This surname was originally derived from a Greek personal name GEORGIOS meaning a farmer, from the compound GE (earth) and ERGEIN (to work and till). Occupational surnames originally denoted the actual occupation followed by the individual. At what period they became hereditary is a difficult problem. Many of the occupation names were descriptive and could be varied. In the Middle Ages, at least among the Christian population, people did not usually pursue specialized occupations exclusively to the extent that we do today, and they would, in fact, turn their hand to any form of work that needed to be done, particularly in a large house or mansion, or on farms and smallholdings. In early documents, surnames often refer to the actual holder of an office, whether the church or state. Its popularity increased at the time of the crusades, which brought greater contact with the Orthodox Church in which there was a thriving cult of an obscure saint of this name, supposedly martyred at Nicomedia in AD 303, although the authenticity of his very existence is doubtful.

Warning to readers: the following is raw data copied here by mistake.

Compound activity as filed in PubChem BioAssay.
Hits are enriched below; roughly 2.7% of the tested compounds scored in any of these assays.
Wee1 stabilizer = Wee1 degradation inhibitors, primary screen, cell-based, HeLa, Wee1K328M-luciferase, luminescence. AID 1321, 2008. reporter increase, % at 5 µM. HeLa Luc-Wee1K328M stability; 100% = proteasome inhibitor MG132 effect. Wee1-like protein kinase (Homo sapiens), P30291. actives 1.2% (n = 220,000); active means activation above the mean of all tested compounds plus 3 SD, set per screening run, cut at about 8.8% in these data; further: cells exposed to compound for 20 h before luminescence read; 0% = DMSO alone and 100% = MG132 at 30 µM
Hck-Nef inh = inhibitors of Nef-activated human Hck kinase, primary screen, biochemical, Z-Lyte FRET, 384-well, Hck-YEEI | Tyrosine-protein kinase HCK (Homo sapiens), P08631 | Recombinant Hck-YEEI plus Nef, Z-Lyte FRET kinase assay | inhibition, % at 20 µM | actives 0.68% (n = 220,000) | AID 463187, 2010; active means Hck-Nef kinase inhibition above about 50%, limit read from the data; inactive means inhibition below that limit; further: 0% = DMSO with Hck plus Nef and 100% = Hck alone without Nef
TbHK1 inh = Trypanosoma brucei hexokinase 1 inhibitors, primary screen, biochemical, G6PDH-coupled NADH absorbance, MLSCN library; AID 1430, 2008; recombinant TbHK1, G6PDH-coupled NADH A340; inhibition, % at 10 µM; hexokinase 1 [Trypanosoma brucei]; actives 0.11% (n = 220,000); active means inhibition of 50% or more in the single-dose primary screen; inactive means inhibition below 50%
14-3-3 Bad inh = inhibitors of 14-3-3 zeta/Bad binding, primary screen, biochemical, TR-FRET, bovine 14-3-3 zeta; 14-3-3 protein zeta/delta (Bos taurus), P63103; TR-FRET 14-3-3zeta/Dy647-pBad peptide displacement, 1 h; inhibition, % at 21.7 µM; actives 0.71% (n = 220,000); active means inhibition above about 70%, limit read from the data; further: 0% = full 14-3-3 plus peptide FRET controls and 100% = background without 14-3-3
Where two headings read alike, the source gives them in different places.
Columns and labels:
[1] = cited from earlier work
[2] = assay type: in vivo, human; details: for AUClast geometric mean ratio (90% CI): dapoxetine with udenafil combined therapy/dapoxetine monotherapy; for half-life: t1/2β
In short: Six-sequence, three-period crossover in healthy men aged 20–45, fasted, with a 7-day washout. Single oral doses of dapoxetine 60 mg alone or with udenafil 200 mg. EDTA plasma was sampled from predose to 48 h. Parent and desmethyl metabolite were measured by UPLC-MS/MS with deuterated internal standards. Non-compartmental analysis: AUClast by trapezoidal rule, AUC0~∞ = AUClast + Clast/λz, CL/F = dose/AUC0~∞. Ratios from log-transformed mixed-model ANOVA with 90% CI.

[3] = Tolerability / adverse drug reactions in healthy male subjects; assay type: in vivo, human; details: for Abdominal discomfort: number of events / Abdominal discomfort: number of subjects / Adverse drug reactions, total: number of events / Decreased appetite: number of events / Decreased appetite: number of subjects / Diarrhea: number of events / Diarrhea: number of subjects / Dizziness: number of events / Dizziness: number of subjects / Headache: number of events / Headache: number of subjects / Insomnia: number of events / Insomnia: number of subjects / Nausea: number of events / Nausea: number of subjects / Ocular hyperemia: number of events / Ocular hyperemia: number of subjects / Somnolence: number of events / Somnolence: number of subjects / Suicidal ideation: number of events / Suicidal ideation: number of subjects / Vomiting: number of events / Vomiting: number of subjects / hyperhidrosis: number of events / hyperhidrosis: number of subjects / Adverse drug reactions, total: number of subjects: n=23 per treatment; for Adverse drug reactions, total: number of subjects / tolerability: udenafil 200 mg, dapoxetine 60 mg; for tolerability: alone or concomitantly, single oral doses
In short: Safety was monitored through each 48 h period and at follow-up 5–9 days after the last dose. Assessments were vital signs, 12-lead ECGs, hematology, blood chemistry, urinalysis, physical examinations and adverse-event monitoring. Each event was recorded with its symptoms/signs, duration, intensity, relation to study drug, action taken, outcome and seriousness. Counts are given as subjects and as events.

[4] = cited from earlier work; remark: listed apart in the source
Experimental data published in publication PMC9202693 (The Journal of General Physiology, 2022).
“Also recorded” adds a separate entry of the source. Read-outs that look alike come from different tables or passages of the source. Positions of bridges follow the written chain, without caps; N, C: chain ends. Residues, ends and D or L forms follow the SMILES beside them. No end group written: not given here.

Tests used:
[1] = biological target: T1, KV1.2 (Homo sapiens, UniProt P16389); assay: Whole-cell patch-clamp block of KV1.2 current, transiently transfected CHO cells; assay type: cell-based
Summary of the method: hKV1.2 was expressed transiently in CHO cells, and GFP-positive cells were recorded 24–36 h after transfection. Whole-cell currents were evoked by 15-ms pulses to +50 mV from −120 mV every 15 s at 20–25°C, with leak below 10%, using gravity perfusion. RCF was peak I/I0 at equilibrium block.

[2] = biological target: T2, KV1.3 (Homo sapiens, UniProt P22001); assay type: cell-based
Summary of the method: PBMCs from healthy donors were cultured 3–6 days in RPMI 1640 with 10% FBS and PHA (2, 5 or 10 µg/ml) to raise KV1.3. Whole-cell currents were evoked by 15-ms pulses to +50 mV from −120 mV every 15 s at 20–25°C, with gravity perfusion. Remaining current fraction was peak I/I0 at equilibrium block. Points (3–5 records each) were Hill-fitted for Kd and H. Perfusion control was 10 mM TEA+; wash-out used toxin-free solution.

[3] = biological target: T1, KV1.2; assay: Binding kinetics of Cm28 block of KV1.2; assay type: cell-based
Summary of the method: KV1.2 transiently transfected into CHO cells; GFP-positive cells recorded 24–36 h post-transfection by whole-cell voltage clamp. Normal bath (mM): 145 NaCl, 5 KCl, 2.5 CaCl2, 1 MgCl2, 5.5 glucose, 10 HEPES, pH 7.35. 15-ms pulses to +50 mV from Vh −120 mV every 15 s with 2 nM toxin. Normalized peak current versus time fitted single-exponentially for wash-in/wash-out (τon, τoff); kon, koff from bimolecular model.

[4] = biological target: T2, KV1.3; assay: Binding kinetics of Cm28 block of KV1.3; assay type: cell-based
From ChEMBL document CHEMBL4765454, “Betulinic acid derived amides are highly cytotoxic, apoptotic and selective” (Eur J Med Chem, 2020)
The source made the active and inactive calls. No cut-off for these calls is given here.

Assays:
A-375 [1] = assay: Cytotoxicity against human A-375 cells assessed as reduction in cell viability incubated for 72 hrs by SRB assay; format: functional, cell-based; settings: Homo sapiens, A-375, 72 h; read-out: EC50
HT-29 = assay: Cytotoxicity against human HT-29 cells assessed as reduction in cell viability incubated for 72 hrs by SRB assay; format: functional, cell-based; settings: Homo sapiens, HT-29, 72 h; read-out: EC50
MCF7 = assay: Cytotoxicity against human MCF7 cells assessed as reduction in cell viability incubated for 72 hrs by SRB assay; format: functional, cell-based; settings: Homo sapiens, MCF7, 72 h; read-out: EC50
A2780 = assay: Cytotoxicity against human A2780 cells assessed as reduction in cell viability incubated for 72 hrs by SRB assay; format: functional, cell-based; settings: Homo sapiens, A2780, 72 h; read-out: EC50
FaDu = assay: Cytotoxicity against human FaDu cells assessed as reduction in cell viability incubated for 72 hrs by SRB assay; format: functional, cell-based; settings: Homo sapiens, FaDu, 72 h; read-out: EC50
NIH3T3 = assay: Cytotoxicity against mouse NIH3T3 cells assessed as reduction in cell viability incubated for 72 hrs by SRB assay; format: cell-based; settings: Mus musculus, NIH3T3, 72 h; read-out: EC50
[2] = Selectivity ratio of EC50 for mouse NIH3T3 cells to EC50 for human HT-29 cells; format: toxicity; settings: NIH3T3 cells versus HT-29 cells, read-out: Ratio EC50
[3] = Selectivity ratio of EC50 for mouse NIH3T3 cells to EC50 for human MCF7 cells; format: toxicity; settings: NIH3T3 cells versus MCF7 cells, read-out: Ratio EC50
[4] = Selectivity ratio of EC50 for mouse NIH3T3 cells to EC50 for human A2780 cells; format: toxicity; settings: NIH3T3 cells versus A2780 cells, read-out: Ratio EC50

In 1348 Edward III founded the Order of the Garter under the patronage of St.George, and in 1415 his day was made a festival of the highest rank. Many other chivalrous orders assumed him as their patron; and he was adopted as guardian saint of Aragon and Portugal. By the end of the Middle Ages he had acquired an entirely unhistorical legend of dragon-slaying exploits, which caught the popular imagination throughout Europe, and was considered the patron saint of England, which is celebrated on the 23rd April. George has been a popular name amongst the royalty of Europe, ranging from George I (1660-1727) king of Great Britain and Ireland from 1717, Elector of Hanover (1698-1727), to George V (1895-1952) king of Great Britain, second son of George V. On the abdication of his elder brother Edward VIII, he ascended the throne in 1936.
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